Accepted paper:

The last policeman: On police concerns and the interactional problems of policing-at-a-distance.

Authors:

David Sausdal (University of Copenhagen)

Paper short abstract:

Presently, an increasing amount and often obscure means of technologies are developed to police people with little human interaction involved. Bearing this in mind, this paper takes an ethnographic look at how this 'policing-at-a-distance' (Bigo 2005) affects a number of Danish police detectives.

Paper long abstract:

"Social distance is a catalyst of physical violence and prejudice." This notion can be found in much social theory. It is, for example, integral to Bauman's thoughts on 'adiaphorization' and the moral blindness of a globalised, postmodern world. In theories about policing, an increasing distance between the police and the policed is similarly criticised. Looking at the growing and obscure means of technologies developed to surveil and control people with little actual human interaction involved, Bigo has criticised the both Orwellian and dispassionate capacities of such 'policing-at-a-distance'. Bearing this "problem of distance" in mind, this paper takes an ethnographic look at how Danish detectives deal with various technologies implemented to enhance their chances of catching cross-border criminals. Beforehand the detectives would carry out investigations via an actual social embeddedness whereas they now increasingly have the opportunity of policing suspects at a distance. Remembering the tenets of aforementioned social theory, it is of little surprise that the detectives exuded a greater cynicism and crudity in relation to criminal suspects. Yet, what this paper aims to demonstrate is that it would be wrong to assume that they enjoyed this. Instead, the detectives were concerned about this global trend in policing. Essentially, this was because of how the various policing-at-a-distance technologies might have empowered them as watchers, but as workers they felt disempowered. This was what made the detectives to sarcastically, but to some extent also seriously, proclaim that they might be 'the last real policemen'.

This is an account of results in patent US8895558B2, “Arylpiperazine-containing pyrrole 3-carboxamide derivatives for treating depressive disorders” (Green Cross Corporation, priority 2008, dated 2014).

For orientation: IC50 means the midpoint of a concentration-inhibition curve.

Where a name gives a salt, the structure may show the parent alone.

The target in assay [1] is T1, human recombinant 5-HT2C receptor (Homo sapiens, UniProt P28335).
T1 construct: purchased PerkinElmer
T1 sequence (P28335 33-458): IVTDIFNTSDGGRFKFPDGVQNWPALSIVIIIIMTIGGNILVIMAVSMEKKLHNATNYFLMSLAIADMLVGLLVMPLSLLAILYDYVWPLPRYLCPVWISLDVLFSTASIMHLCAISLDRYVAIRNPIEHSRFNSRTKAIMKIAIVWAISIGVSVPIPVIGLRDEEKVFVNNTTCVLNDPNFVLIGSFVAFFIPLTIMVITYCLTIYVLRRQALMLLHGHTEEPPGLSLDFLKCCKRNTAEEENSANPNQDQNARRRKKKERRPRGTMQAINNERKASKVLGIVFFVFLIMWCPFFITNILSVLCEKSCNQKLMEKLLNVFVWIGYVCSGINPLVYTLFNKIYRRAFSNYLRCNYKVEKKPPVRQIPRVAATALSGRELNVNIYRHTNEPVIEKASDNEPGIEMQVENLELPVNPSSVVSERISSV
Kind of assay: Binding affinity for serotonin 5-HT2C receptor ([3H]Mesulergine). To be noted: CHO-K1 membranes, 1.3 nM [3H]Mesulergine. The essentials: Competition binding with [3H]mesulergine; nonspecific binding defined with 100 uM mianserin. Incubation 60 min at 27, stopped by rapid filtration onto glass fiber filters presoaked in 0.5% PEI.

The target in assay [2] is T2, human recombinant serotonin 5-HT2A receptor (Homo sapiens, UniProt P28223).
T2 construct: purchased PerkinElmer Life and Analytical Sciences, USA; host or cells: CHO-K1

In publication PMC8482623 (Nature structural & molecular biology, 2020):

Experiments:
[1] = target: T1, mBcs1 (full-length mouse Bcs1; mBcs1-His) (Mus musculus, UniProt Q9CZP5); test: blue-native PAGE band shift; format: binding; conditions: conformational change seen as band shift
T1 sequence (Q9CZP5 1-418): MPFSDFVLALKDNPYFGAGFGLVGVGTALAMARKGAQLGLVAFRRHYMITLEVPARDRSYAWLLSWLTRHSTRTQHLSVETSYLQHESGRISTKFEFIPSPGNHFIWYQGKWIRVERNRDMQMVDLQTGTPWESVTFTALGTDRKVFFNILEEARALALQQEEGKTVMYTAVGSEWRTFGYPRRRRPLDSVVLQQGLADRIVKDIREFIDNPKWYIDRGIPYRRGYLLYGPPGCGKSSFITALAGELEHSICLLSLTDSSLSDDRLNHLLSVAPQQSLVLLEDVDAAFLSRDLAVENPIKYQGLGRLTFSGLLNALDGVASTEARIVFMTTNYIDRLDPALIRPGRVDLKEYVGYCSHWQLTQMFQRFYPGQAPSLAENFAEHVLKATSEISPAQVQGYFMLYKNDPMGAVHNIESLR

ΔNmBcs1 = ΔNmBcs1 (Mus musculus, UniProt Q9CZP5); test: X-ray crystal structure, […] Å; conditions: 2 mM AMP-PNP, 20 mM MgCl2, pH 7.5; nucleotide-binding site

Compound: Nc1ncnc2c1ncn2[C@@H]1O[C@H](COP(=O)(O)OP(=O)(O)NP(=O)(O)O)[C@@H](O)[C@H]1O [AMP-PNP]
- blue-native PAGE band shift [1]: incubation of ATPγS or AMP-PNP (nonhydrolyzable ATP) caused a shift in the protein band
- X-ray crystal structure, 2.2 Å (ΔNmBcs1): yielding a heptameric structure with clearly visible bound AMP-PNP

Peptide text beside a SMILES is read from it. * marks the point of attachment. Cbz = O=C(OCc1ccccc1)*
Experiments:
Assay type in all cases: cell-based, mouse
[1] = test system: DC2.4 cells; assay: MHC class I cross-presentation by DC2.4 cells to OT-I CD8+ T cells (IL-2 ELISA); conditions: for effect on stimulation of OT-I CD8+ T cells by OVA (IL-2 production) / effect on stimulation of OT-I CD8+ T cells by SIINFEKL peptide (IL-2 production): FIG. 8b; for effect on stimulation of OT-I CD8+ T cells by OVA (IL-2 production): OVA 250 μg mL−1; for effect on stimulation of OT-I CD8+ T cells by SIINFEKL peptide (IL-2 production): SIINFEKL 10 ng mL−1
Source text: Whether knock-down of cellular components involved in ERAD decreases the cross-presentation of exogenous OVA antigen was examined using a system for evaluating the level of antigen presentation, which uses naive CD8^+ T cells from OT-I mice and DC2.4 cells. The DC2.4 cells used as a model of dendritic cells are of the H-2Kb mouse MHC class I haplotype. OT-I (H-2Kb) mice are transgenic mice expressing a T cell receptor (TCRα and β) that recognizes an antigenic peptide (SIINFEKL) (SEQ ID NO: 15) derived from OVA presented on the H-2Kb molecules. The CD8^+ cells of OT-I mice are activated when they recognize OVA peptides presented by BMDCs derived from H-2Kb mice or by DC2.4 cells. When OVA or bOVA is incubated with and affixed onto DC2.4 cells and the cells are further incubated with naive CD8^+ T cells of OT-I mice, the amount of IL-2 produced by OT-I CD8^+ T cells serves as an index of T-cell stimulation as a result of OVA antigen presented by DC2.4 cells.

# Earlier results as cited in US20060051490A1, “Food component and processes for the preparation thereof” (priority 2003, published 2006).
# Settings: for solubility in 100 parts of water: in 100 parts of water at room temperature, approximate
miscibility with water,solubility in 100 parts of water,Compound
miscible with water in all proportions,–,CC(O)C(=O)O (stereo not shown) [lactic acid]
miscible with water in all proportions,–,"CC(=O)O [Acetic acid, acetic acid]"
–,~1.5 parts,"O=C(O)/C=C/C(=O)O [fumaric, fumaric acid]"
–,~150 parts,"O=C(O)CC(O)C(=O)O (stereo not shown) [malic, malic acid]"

panel P120
Antagonistic sociality: an anthropology of lives opposed